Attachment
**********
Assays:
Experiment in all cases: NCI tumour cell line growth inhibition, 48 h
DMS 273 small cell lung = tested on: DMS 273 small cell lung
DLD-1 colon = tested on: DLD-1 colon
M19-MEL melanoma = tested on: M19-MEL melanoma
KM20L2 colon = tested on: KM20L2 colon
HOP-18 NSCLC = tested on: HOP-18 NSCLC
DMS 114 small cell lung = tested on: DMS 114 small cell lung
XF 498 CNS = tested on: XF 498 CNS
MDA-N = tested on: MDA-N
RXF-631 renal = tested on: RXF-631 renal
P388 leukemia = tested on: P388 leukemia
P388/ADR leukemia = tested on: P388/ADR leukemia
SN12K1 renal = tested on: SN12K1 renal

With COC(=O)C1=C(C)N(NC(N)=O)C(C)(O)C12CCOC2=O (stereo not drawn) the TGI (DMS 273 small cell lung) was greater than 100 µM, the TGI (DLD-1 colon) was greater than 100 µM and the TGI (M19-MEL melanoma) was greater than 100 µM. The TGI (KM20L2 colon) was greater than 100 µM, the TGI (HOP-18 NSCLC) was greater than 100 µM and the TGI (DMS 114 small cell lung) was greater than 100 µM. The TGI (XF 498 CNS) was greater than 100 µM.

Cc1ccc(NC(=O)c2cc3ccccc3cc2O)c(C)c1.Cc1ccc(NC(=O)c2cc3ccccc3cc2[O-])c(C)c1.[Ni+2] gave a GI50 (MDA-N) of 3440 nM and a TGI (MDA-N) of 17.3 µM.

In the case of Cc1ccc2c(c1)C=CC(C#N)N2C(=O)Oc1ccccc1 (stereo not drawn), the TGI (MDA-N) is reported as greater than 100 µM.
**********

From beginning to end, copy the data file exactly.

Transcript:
Assays:
Experiment in all cases: NCI tumour cell line growth inhibition, 48 h
DMS 273 small cell lung = tested on: DMS 273 small cell lung
DLD-1 colon = tested on: DLD-1 colon
M19-MEL melanoma = tested on: M19-MEL melanoma
KM20L2 colon = tested on: KM20L2 colon
HOP-18 NSCLC = tested on: HOP-18 NSCLC
DMS 114 small cell lung = tested on: DMS 114 small cell lung
XF 498 CNS = tested on: XF 498 CNS
MDA-N = tested on: MDA-N
RXF-631 renal = tested on: RXF-631 renal
P388 leukemia = tested on: P388 leukemia
P388/ADR leukemia = tested on: P388/ADR leukemia
SN12K1 renal = tested on: SN12K1 renal

With COC(=O)C1=C(C)N(NC(N)=O)C(C)(O)C12CCOC2=O (stereo not drawn) the TGI (DMS 273 small cell lung) was greater than 100 µM, the TGI (DLD-1 colon) was greater than 100 µM and the TGI (M19-MEL melanoma) was greater than 100 µM. The TGI (KM20L2 colon) was greater than 100 µM, the TGI (HOP-18 NSCLC) was greater than 100 µM and the TGI (DMS 114 small cell lung) was greater than 100 µM. The TGI (XF 498 CNS) was greater than 100 µM.

Cc1ccc(NC(=O)c2cc3ccccc3cc2O)c(C)c1.Cc1ccc(NC(=O)c2cc3ccccc3cc2[O-])c(C)c1.[Ni+2] gave a GI50 (MDA-N) of 3440 nM and a TGI (MDA-N) of 17.3 µM.

In the case of Cc1ccc2c(c1)C=CC(C#N)N2C(=O)Oc1ccccc1 (stereo not drawn), the TGI (MDA-N) is reported as greater than 100 µM.